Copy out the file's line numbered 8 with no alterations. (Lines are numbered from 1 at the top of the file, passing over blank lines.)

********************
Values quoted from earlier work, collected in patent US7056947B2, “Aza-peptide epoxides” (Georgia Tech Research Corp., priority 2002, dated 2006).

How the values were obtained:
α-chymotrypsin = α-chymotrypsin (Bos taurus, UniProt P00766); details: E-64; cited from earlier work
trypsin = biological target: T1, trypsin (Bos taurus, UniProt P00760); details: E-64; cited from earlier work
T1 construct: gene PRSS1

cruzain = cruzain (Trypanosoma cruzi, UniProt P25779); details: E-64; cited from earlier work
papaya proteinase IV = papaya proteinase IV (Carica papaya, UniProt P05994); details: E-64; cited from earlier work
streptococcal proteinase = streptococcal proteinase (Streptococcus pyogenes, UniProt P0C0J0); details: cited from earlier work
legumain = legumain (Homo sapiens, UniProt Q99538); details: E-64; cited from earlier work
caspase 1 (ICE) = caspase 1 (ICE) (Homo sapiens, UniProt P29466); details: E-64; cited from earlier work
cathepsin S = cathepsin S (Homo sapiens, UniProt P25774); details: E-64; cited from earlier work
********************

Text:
streptococcal proteinase = streptococcal proteinase (Streptococcus pyogenes, UniProt P0C0J0); details: cited from earlier work